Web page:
“Oh, come on. Please don’t make me do that.”
“Stan I really, really think you should use a condom, please use a condom.”
“I’m clean. Are you?” he questioned.
“Yes but it doesn’t matter. Please. Come on.”
“Its fine Sophie, come on, we don’t need one. I hate condoms.”
I realized there was no way for me to win. I lay back and closed my eyes.
Katz continued to stay with Dierks while she was in New York. He continued to rape her.
Since Katz’s essay was published, I’ve seen a lot of people of supporting her, but I’ve also seen some incredibly vicious victim-blaming. People who ask why Katz didn’t fight back. Why she didn’t scream. Why she didn’t find a place to stay (while under the intense watch of a powerful, well-known, incredibly manipulative man in a city where, by the way, she knew almost no one). Why she agreed to stay with him in the first place, even though it was clear that he wanted to sleep with her. Why she stayed silent for months. Why she wrote about it at all.
People keep asking about Katz’s “common sense,” as in “why doesn’t she have any?” Because she should have known that if a man offers a woman a free place to stay, the unspoken contingency is that he expects her to sleep with him. If a woman politely tells a man that she’s not interested in having sex with them, she should automatically assume that he will rape her. If a woman does not want to be raped, she should not accept free drugs and alcohol from a man. If a woman is raped by a well-connected, much-respected writer, any negative repercussions that she might fear should never stop her from immediately fleeing his apartment.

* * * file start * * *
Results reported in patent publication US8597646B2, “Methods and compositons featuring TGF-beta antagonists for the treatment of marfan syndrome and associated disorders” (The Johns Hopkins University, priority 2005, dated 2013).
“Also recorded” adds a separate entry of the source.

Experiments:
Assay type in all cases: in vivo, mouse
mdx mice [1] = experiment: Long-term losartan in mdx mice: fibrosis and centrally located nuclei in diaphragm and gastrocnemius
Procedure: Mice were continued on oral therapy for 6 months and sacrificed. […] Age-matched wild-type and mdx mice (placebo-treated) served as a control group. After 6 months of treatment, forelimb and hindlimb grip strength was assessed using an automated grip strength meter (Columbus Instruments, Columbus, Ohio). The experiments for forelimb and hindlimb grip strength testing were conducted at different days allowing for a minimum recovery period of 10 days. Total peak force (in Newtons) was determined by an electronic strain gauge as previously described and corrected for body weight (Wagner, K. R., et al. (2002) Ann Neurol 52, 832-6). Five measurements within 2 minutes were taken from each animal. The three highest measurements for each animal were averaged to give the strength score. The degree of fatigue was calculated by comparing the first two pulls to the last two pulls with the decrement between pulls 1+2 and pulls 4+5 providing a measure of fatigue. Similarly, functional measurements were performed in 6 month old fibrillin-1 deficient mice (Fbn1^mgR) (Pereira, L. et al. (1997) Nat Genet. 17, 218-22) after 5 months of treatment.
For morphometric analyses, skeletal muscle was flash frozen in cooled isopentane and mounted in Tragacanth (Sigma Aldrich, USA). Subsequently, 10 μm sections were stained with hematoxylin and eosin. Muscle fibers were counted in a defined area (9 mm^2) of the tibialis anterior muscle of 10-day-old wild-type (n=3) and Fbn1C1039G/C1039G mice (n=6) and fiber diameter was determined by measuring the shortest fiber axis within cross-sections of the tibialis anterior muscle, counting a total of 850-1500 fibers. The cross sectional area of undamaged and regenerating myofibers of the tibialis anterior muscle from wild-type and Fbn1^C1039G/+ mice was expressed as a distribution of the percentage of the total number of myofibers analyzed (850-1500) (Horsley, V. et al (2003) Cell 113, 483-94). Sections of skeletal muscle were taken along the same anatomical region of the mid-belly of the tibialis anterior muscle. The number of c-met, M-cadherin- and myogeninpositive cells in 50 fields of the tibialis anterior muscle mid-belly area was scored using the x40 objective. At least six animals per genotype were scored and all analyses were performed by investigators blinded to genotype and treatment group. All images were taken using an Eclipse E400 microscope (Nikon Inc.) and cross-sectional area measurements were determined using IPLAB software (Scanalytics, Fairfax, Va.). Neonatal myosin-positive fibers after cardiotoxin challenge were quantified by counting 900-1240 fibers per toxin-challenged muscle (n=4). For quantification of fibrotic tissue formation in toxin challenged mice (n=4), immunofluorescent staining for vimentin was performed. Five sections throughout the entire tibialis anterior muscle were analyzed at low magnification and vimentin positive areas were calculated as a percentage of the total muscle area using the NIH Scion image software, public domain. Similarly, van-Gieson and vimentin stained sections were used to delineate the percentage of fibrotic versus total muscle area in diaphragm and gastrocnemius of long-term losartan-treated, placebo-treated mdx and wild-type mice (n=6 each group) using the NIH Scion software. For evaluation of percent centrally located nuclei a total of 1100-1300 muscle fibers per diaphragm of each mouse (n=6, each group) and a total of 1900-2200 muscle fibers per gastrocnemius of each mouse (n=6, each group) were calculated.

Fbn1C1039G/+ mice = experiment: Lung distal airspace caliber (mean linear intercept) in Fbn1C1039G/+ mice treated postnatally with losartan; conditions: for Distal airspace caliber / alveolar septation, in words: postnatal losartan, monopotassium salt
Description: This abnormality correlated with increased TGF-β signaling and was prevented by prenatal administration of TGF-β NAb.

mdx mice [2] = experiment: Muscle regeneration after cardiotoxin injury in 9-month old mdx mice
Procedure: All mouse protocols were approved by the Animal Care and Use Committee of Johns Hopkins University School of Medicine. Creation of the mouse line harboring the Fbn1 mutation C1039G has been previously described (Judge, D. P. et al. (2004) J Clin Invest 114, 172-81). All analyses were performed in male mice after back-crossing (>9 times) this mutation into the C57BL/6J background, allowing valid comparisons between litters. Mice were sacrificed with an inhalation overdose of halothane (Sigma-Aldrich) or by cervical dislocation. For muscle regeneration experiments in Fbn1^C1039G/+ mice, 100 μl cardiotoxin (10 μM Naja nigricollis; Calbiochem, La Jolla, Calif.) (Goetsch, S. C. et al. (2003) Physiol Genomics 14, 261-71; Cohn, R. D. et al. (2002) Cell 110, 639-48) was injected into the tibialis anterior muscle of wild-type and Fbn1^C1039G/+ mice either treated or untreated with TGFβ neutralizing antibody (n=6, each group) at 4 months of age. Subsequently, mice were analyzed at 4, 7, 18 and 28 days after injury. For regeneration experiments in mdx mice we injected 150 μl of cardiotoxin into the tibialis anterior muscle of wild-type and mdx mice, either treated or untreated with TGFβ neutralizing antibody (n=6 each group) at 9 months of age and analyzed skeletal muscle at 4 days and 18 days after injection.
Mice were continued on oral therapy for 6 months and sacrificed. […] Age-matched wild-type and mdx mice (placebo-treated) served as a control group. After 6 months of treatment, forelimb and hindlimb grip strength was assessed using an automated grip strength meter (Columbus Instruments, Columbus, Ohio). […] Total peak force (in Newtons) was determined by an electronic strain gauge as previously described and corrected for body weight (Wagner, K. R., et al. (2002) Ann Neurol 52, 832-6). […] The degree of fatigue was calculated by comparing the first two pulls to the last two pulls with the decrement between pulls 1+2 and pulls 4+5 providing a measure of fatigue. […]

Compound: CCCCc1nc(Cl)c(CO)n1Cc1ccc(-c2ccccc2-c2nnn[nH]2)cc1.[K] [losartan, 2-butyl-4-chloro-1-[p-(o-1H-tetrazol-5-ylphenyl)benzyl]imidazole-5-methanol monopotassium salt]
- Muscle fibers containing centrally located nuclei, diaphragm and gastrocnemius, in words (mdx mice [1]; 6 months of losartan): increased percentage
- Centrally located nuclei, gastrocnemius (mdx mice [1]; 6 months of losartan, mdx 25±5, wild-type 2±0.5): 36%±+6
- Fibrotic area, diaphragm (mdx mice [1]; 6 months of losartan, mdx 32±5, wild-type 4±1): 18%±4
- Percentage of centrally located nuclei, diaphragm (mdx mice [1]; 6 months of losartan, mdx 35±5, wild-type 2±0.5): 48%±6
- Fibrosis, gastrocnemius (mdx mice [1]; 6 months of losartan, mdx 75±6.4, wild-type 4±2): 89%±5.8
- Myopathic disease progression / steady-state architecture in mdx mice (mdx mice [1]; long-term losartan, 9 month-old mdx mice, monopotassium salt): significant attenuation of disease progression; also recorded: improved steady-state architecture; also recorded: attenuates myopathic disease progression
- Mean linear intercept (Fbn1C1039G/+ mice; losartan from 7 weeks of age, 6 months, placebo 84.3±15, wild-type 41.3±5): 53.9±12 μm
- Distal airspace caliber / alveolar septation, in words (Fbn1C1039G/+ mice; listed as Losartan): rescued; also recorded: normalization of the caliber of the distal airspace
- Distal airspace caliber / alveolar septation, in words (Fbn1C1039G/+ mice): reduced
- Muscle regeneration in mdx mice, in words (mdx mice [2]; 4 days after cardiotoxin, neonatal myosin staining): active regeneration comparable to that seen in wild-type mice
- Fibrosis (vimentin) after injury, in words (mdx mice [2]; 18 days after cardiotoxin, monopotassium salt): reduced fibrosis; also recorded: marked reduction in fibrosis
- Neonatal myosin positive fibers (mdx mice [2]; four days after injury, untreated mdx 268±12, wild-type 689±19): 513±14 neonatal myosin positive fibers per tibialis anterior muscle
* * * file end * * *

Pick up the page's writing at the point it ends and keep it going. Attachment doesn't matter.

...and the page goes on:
People keep asking why Katz didn’t take responsibility for her own safety, as if rape had to be the natural and inevitable consequence of all of her choices. Because if a woman is raped by man, there is always a whole catalogue of things that she could or should have done to stop it. Always.
It seems almost certain that if Katz had decided not to take Dierks up on his offer of a free place to stay, then he wouldn’t have been able to assault her in the way that he did. What seems equally certain to me is that Katz (and all women) should not be expected to believe that any and all roads you walk down with a man you don’t know very well must lead to rape. You can say that different choices would lead to a different outcome in just about any given scenario in life – that doesn’t mean that you know ahead of time where the choices you’re making will take you. It is not Sophia Katz’s fault that she was raped. Not even a little bit. Not even maybe. Dierks chose to rape Katz, and all of the fault for that rape rests with him, now and forever.
When I think about Sophia Katz and my grandmother and, well, pretty much all women everywhere, I am just so unbelievably angry at how many sacrifices and concessions we’re told to make in order to stay safe. Don’t dress a certain way. Quit the job you love. Be careful about how and when and where you travel. Don’t walk down certain streets. Don’t go out alone at night. Don’t drink. Limit your presence on social media. Don’t be outspoken. Don’t draw attention to yourself. Don’t send nude photos to anyone; in fact, don’t even take any nude photos. Don’t trust men, ever, in any way. And if you don’t follow these rules, anything bad that happens to you is your own fault.
I’m sad that my grandmother didn’t get to stay at the workplace she loved, and I’m even more sad that there are people who think that Sophia Katz is at fault for the fact that Stephen Tully Dierks raped her. It’s 2014, and we’re still blaming female rape victims for daring to travel, to drink, to wear short skirts, to trust men. With everything that we know about rape culture and how it works, why are we still singing the same damn tune?